This morning, five years ago, we awoke in a friend’s house in Potomac, surrounded by 12 duffel bags. We packed the car, and drove up the hill to our recently sold house, where we would pick up our friend who was taking us to the airport in New York. Everything in the world that we owned was either on a boat, drifting towards another country, or in our car. As we drove up to our old house, rubbing the sleep from our eyes, we saw a crowd of friends waving frantically and holding Israeli flags. They had come out (very) early in the morning to say goodbye – and to escort us back home, to Israel.
I burst into tears as I saw Jordan and Stella, Seth and Julie, Brian and Elana, and Paul and Sara frantically waving the Israeli flags and singing to us. What a send off.
And what a five years it’s been!
I don’t think you can get too sentimental as another year of Aliyah approaches, or that you can reflect too much on what an amazing accomplishment this process has been. I look back at the person that I was five years ago, and I marvel that I got on that plane.
I remember the night that our lift came and that we packed everything that we owned into it. Yehuda and I went back to our friends’ house to sleep before the packers had finished. I stood there, in another person’s empty living room, surrounded by my duffel bags thinking, Dear Gd, what in the world have we done? As I’ve told many other prospective olim – the time leading up to aliyah is much, much more difficult than the challenges that await you here. Saying goodbye, leaving family, leaving friends, selling houses, packing belongings, and wondering what you are going to are all infinitely harder than the facts on the ground once you arrive. It’s the unknown that kept me up at night there – not the bureaucracy or the language barriers here.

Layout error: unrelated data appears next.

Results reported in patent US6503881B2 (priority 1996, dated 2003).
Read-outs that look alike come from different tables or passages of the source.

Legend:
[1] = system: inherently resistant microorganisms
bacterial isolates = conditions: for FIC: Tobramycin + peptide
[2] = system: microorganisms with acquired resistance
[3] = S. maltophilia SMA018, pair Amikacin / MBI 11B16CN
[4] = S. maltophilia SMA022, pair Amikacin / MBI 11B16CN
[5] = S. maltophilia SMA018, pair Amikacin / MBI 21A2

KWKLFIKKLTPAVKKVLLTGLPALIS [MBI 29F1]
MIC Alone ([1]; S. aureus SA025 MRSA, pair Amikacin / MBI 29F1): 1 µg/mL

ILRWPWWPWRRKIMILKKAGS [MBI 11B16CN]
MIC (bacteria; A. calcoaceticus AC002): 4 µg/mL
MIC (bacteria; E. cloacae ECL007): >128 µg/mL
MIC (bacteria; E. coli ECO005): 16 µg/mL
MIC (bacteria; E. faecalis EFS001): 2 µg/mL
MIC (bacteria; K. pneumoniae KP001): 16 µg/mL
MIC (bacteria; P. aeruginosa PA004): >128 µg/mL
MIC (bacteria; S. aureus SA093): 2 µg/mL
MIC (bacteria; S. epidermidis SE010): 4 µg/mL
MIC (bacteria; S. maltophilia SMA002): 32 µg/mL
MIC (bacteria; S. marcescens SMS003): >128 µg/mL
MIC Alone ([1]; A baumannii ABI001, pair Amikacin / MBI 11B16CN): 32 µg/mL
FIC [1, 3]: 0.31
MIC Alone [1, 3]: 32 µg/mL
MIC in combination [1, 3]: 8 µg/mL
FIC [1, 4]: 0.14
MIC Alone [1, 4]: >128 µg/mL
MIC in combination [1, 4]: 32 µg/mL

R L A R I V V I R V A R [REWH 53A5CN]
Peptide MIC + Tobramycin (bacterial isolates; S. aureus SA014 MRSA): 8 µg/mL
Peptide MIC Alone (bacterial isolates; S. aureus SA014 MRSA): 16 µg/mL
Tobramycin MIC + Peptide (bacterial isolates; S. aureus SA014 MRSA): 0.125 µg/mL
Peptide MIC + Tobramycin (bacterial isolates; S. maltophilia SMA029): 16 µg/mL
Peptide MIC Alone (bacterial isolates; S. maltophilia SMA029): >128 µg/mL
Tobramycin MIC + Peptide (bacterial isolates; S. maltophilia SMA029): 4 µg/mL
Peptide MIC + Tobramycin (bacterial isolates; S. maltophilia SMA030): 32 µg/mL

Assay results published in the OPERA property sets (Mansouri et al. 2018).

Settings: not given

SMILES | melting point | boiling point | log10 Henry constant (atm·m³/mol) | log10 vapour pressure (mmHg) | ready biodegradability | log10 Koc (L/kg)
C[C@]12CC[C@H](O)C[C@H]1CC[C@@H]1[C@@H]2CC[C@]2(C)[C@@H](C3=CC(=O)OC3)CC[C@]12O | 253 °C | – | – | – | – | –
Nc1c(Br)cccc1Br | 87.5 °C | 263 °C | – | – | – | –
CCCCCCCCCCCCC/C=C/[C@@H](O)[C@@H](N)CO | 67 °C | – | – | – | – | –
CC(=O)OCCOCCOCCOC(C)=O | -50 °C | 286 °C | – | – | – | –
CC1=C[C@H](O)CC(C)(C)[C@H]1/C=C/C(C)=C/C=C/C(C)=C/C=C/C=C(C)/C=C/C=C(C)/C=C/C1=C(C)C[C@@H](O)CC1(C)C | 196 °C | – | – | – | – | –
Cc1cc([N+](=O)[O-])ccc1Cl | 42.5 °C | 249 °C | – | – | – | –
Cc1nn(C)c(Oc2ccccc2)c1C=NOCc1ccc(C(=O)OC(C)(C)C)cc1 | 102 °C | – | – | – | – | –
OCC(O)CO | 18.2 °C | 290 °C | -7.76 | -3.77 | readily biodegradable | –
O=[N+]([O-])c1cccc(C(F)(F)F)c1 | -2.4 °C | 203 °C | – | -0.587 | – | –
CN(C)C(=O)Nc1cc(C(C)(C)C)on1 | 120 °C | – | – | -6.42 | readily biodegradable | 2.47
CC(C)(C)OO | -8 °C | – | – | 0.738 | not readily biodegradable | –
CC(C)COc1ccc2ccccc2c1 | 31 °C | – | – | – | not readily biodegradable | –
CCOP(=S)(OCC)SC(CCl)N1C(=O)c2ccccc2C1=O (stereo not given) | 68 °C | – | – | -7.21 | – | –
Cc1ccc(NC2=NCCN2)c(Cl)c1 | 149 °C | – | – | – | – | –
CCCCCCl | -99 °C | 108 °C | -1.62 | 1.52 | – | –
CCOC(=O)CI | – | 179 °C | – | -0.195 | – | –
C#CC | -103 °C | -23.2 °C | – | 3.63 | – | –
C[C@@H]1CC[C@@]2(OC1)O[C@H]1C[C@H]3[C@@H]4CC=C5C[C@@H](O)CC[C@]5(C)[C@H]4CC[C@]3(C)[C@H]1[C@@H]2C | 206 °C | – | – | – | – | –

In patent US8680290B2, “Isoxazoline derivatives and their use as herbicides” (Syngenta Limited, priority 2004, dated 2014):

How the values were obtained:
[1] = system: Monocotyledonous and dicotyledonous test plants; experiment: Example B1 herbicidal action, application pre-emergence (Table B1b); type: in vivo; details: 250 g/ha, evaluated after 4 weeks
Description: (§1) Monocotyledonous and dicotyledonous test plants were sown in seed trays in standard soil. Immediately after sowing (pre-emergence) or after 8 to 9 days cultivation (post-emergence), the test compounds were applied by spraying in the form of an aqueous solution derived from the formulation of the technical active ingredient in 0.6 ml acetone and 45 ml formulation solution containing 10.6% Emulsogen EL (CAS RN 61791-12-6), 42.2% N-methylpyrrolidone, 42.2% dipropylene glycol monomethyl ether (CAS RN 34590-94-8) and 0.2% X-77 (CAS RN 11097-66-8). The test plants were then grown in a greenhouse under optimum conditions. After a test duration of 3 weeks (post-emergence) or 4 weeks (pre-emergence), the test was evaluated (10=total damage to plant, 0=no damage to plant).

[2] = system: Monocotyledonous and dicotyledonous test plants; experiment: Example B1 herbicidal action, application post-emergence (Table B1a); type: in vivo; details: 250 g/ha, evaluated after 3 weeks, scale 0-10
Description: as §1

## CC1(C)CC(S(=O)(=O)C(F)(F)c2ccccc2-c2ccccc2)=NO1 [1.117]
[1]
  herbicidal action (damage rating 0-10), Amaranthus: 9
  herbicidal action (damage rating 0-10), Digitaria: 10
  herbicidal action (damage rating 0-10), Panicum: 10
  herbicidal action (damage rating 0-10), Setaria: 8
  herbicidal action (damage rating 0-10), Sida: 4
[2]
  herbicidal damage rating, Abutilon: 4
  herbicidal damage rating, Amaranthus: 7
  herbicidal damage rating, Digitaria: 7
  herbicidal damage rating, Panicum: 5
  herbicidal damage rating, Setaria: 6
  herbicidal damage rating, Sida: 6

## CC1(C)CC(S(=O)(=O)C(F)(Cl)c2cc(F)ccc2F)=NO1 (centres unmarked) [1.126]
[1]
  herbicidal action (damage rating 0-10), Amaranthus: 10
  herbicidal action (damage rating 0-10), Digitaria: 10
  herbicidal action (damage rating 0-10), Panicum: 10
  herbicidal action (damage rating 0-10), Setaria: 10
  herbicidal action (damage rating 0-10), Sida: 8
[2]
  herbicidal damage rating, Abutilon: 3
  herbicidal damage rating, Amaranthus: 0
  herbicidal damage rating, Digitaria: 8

And while there are still many frustrating moments, and many things that are difficult here, I can’t help but reflect on the choice that we’ve made. This is not to say that we wouldn’t have had a wonderful life had we remained in the States. Most people, barring unforeseen tragedies and terrible situations, make lovely lives for themselves and find great beauty in their children and their communities. I know that we would have been happy had we remained in Potomac, and I certainly loved our lives in the States. I miss family terribly, and that feeling isn’t going to go away – no matter how many years we live here. That’s just the choice that we’ve made.
But, with that said, here’s a list of the things that I believe I would have missed had we not taken this opportunity:
Had we stayed in the States, these little guys wouldn’t exist. The cost of day schools and of good educations in America make it prohibitively expensive to put children through the system. Here, while it still costs us money to raise these children, of course, we don’t think of the cost in the same way and it doesn’t cost nearly as much. Similarly, the daycare, camp and school systems are set up to allow people to more easily juggle their children – and it’s more acceptable to have more kids. It’s amazing to think that these beautiful, amazing boys wouldn’t exist if we had remained in the States.